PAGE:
Employers having to get creative in recruiting workers

Forklift work at the BorgWarner transfer case plant in Seneca. An Upstate staffing agency launched its own training for forklift drivers after encountering difficulty in finding enough. Photo by Will Crooks

An unusually tight labor market has Upstate employers getting creative in trying to recruit the workers they need.

Phillips Staffing, a Greenville-based staffing agency, is participating almost every day in “job fairs” — events designed to match employers with employees — said Ed Parris, the firm’s president.

On one hot Sunday afternoon, he said, the company worked with an hispanic radio station to host one of the hiring events at a flea market along White Horse Road.

Phillips needs to maintain a workforce that usually numbers between 2,500 and 3,000 people at 200 client sites, mostly factories or warehouses.

“We’re trying to leave no stone unturned,” Parris said.

“I’ve been in the human resources business since the early 80s, and it’s about as tight as I’ve seen it,” he said. “And certainly for technically skilled labor, it is as tight as I’ve ever seen it.”

Duke Energy is talking with Greenville Tech about launching a program to train utility linemen as it gets ready to spend $3 billion over a decade improving its electrical grid in South Carolina.

Ryan Mosier, a spokesman for the Charlotte-based power company, said linemen are in high demand and finding enough of them is a challenge.

They earn $21 an hour to start and the pay rises to $70,000-$80,000 a year after four years and full training, he said.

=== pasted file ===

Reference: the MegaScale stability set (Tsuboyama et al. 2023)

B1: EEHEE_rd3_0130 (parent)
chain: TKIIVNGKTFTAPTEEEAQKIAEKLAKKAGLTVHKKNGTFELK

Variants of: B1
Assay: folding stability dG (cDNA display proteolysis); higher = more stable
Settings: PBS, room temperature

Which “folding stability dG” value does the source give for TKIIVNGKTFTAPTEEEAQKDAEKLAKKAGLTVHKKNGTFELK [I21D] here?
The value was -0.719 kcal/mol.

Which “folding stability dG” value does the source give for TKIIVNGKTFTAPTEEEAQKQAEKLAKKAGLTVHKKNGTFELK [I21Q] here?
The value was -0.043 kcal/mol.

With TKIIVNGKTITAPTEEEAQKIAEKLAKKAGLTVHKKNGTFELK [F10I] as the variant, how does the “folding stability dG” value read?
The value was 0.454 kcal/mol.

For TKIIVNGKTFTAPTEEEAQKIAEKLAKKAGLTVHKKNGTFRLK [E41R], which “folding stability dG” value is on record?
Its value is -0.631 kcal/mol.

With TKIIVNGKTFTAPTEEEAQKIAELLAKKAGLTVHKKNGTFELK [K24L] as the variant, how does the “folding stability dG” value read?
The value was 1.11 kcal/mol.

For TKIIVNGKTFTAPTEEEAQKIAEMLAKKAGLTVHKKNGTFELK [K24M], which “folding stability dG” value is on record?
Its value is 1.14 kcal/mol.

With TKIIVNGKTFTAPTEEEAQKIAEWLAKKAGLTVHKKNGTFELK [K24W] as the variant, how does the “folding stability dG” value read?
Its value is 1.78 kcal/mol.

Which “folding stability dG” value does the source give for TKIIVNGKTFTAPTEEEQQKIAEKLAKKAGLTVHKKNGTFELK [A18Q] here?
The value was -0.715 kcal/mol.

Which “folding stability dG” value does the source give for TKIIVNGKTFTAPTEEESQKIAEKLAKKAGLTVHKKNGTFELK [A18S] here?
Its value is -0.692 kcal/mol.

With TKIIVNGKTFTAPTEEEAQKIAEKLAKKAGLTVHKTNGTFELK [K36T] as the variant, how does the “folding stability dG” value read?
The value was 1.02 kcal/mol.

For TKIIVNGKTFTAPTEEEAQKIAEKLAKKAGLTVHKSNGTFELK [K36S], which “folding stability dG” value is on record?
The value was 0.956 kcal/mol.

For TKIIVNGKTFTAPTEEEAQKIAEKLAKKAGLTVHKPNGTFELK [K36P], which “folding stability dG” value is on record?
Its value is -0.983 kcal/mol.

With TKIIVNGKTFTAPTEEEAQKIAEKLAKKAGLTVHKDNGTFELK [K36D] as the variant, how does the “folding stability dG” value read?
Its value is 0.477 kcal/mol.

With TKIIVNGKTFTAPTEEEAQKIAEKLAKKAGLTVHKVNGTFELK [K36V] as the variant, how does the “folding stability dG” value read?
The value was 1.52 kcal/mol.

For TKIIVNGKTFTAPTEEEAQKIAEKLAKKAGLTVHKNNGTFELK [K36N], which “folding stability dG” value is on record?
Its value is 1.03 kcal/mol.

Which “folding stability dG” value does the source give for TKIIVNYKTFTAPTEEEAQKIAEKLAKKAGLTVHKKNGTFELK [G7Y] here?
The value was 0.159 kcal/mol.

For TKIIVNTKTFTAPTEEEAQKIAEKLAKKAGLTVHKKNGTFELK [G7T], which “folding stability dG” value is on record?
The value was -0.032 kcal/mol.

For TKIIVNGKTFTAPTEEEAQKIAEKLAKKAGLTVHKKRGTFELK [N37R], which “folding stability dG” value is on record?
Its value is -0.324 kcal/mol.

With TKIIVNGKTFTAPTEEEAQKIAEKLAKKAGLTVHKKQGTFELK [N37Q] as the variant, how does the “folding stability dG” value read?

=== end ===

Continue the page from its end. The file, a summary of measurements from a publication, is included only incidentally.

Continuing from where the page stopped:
“It is a physically demanding job, as well as mentally demanding, and you work long, hard hours,” Mosier said. “That said, the career field offers a lot of opportunities. It is a high-paying job for a position that does not require any type of degree beyond high school.”

In Columbia, state trade associations representing 15 industries sought $950,000 in state money to buy a tractor-trailer and drive it around the state to promote various occupations such as truck driver, plumber, machinist, tool and die maker.

The plan was to equip the big rig with video screens that would inform high school and middle school students about the trades and where to get training.

Backers aimed to duplicate an Arkansas program for addressing a shortage of skilled workers.

Gov. Henry McMaster joined them at a Statehouse press conference, but the House declined to fund the program, said Rick Todd, president of the South Carolina Trucking Association, one of the groups involved.

“We’ve got a gun to our head with the labor shortage,” Todd said. “It’s reaching a crisis.”

MAU Workforce Solutions, a Georgia staffing agency that provides labor to Upstate manufacturers, began training forklift drivers after encountering difficulty in finding enough.

“We’re having to take people that are willing and able and basically grow our own forklift drivers,” said Jared Mogan, MAU’s regional operations manager in Greenville.

The training along Highway 101 in Greer includes a fundamentals course for people with no experience, as well as an enhancement course for people who have driven a forklift before but need to brush up on their skills, Mogan said.

In Laurens County, ZF Group last summer launched a co-op program with school teachers in an effort to fill openings at its transmissions plant in Gray Court, said Michael Morris, the plant’s director of human resources.

Under the program, ZF paid teachers in the STEM subjects (science, technology, engineering, and math) to engage with various departments at the plant over summer break and then give presentations back at their schools.

“We want to get the message out there that jobs are available,” Morris said.

He said the plant has also extended its search for engineers beyond Clemson University and the University of South Carolina to Georgia Tech in Atlanta.

The ZF plant currently has 200 job openings, Morris said, declining to disclose pay rates.



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